Dark Devotional: More Than a Slave?

Dark Devotional: More Than a Slave? May 11, 2018

Art by the colorful and wovenly Brian Jocks.

In last Sunday’s gospel reading, Jesus commands his disciples to love one another as He loves them. It mostly makes sense to me. Even the corollary makes sense – that if I don’t cherish all those for whom Christ died, then I am no friend of His. The difficult part of this reading, for me, is when Jesus contrasts those whom He calls slaves with those whom He calls friends. This is difficult because I am compelled to identify myself as the slave. Jesus says that “a slave does not know what his master is doing,” and I do not know what Jesus is doing.

In the final lines of his very last letter, Screwtape howls in frustration at the failure of Hell’s Intelligence Department: “If only we could find out what He is really up to!” The joke is that all along he has refused to believe that God means it when says He loves the human vermin. Screwtape does not understand the catch: the catch is that there is no catch.

I have to admit that I howl with Screwtape. I’ve set a limit on God’s love. That God loves others, I can believe. That God loves me seems impossible. I do not know what He was about when He made me. I am not a good person. I find it much easier to excuse and forgive the wrongdoings of others than to forgive those which are mine. I clutch them like a miser. My fight with God has little to do with the problem of evil in the rest of the world. It has a lot to do with a stinking resentment that He never stopped me from doing bad things.

I seek understanding from a lot of places – but chiefly in poetry and literature. “I to poetry, I to my own heart,” writes Virginia Woolf in The Waves. Sometimes I find relatable content by which I feel personally attacked, but in which I also feel known and understood by the poet. For example, these lines from Franz Wright’s “Prescription”:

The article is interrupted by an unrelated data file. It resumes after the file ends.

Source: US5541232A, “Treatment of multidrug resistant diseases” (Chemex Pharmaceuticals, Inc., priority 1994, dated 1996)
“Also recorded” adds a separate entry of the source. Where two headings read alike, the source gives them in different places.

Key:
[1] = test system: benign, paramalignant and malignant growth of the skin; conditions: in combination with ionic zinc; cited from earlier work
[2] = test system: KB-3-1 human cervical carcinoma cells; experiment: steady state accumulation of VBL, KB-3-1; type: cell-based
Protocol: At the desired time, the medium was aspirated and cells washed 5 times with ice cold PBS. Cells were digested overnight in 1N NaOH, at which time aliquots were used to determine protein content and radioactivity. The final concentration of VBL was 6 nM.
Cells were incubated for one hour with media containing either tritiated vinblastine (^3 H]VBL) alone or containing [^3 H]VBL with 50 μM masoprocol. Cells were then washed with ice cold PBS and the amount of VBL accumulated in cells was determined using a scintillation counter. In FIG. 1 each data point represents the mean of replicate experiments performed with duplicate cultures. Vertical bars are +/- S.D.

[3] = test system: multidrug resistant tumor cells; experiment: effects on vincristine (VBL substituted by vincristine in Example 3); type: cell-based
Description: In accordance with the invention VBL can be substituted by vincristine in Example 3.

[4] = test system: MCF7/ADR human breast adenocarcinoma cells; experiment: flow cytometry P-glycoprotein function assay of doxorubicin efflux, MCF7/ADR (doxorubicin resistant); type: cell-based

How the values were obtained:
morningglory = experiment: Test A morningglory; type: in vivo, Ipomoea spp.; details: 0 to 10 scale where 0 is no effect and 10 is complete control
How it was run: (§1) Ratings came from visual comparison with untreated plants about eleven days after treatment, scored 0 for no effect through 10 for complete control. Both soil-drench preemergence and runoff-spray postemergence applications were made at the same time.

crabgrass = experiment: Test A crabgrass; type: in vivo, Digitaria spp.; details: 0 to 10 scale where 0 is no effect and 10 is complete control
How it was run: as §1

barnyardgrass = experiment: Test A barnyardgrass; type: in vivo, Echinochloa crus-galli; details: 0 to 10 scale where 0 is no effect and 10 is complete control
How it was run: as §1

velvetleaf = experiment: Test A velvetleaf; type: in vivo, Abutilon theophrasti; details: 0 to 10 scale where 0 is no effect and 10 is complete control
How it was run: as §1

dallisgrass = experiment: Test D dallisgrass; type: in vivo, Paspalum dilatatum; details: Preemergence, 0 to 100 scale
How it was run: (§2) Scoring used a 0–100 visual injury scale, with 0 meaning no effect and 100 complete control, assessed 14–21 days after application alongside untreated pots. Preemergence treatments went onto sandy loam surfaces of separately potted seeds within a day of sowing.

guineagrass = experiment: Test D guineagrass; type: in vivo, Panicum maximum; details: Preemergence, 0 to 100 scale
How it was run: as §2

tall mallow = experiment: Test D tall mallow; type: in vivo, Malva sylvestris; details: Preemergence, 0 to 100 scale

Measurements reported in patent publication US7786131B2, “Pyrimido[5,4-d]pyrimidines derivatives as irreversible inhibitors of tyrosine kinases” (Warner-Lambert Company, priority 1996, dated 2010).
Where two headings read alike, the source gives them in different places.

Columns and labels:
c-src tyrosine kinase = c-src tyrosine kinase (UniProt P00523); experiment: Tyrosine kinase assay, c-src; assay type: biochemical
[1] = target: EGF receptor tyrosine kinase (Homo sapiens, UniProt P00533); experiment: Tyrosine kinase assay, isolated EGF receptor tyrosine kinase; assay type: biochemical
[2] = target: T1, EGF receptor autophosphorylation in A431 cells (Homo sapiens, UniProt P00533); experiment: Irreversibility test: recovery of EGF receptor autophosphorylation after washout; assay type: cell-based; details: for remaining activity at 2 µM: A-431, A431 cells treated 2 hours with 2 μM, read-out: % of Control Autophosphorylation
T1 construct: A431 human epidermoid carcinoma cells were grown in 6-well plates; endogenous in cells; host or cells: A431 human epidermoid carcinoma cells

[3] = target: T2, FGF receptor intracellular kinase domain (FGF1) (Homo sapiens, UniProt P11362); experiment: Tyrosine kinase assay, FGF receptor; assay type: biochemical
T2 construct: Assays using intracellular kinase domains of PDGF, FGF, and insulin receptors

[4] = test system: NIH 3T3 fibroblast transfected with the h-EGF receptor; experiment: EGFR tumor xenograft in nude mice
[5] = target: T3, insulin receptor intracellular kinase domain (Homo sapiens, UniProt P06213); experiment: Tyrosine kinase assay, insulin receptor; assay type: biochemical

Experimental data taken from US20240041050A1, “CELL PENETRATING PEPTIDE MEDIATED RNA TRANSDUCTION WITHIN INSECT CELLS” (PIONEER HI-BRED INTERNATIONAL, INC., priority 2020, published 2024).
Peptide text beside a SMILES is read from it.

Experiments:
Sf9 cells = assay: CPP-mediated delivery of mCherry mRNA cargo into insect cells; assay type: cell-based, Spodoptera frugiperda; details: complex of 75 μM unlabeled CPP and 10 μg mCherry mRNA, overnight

While you lie in bed

watching the movie

of every last terrible

thing you have done…

Or these from William Stafford’s “Mein Kampf”:

In those reaches of the night when your thoughts

burrow in, or at some stabbed interval

pinned by recollection in daylight,

a better self begs its hands out to you…

Or the ending of “Deer Hit” by Jon Loomis:

All your life, the trail of ruin you leave.

If only I had been good all along, I think to myself, I would be a friend of Christ. I would know what He is up to. I theorize about the inevitable good God will blossom out of the disease of sin. I try to organize the parts a wicked man plays into a drama that goes on longer than the one or two acts he appears in. I read in Wolfe’s You Can’t Go Home Again that “The seed of our destruction will blossom in the desert, the alexin of our cure grows by a mountain rock, and our lives are haunted by a Georgia slattern, because a London cutpurse went unhung. Each moment is the fruit of forty thousand years.”

I read in Stevenson’s Markheim the words of the protagonist’s – soul? Conscience? Angel? Demon? Doppelganger? Jungian shadow? – that “The bad man is dear to me; not the bad act, whose fruits, if we could follow them far enough down the hurtling cataract of the ages, might yet be found more blessed than those of the rarest virtues.”